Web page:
Example: The first D in ADDIE stands for Design and this phase includes…

5. Share your learnings

Instructions: Ask every participant to share what they’ve learned about the subject in the last month. For this activity you ask participants to unmute themselves because you would like to hear them talk and make them comfortable with talking to the group. Using the chat is a safer option if needed.

6. One-minute topic

Instructions: The facilitator sends the participant two topics via a personal chat. The participant tries to talk 1 minute about one of these topics. Others can guess what the topic is after finishing the 1-minute talk. This activity would work better with people who already know each other or are comfortable with presenting or talking.
Example: instructional design course: colour/typography, design/develop, elearning/online learning, webinar/virtual classroom etc.

7. Truth or lie

Instructions: Ask all participants to send the facilitator a private message with a truth and a lie about your chosen topic. The facilitator reads them out loud. Ask the participants to vote with their thumbs up (truth) or down (lie). This activity works best with a gallery view, so you can see all the participants. If you can’t see them all, they could also type truth/lie in the chat box or use the yes/no buttons in the participants menu. This is a quick variation of the well-known ‘Two truths and a lie’ activity.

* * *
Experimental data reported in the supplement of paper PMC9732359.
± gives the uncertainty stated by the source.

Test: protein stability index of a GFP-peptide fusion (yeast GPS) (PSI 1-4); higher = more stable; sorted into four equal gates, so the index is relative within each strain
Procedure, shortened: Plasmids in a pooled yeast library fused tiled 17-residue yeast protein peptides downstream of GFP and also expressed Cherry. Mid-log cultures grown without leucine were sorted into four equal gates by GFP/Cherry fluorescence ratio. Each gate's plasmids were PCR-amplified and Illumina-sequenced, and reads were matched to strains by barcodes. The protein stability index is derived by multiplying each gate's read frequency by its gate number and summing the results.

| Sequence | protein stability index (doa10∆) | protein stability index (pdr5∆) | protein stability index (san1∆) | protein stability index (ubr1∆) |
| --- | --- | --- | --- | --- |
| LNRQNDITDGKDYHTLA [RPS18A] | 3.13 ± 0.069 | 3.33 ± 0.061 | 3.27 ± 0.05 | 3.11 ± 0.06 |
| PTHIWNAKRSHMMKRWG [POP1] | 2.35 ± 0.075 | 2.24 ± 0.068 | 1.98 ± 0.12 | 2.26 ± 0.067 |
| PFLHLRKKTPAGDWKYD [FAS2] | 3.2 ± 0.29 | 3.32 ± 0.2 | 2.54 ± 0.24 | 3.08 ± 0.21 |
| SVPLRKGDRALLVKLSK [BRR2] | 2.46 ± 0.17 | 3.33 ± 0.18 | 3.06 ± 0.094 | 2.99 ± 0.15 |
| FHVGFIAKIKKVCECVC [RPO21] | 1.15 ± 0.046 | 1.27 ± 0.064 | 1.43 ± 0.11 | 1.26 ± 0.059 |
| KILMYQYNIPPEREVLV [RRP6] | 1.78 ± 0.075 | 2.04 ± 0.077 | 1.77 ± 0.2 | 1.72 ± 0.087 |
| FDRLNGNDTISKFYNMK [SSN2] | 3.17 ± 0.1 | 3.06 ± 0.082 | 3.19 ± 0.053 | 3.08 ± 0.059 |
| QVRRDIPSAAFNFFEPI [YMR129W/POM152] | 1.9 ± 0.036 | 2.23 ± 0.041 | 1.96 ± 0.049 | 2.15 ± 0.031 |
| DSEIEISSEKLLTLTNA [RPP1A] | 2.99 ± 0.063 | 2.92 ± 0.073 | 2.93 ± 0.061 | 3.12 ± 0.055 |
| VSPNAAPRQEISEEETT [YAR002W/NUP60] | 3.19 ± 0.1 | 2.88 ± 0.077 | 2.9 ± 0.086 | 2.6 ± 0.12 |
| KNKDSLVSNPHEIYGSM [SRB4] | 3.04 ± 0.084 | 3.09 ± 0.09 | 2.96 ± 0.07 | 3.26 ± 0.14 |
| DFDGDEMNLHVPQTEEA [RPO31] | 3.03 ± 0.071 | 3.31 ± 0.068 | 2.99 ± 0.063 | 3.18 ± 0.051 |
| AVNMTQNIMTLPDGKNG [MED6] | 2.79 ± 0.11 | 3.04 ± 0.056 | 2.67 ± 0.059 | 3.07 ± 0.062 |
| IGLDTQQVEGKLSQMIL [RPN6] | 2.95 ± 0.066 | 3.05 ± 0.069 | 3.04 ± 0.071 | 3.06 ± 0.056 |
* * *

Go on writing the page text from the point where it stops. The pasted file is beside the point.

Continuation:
8.Sketch your interest

Instructions: Allow all participants 1 minute to make a sketch on a sticky note that represents what they would like to learn in the session. Let them hold the sticky note in front of their camera and talk about their sketch and reason in 30 seconds.
Participants in training sessions all come to your session with different expectations and interests. This is a quick activity to find out what they would like to learn.
Example: Sticky note about chunking content. 

green sticky note with chunks of content9. Describe the term

Instructions: Send each participant a word (via a personal chat message) and ask them to describe the term without mentioning the word. The word is related to your course content. Allow them to pass if they don’t know the word and send the participant a second word.
Example: Graphic designer: Person who creates visual attractive materials for online use as well as print.

10. Word cloud

Instructions: Just give the participants a topic and ask them to make a word cloud together with as many related words as they can think of. Let them use different colours too. To make the cloud look nicer, you can ask them to stay within a certain shape.
With your standard whiteboard in the videoconferencing tool, you can make a word cloud together.
Example: see image.

Kick-start the learning

Icebreakers that include content are great to kick-start the participants’ learning, to get them talking about the topic and make them more comfortable in the group. For the facilitator, it’s a good way to measure the level of knowledge or skills in the ‘room’ and start the course in a meaningful way. I hope you will be able to use some of these in your next online courses.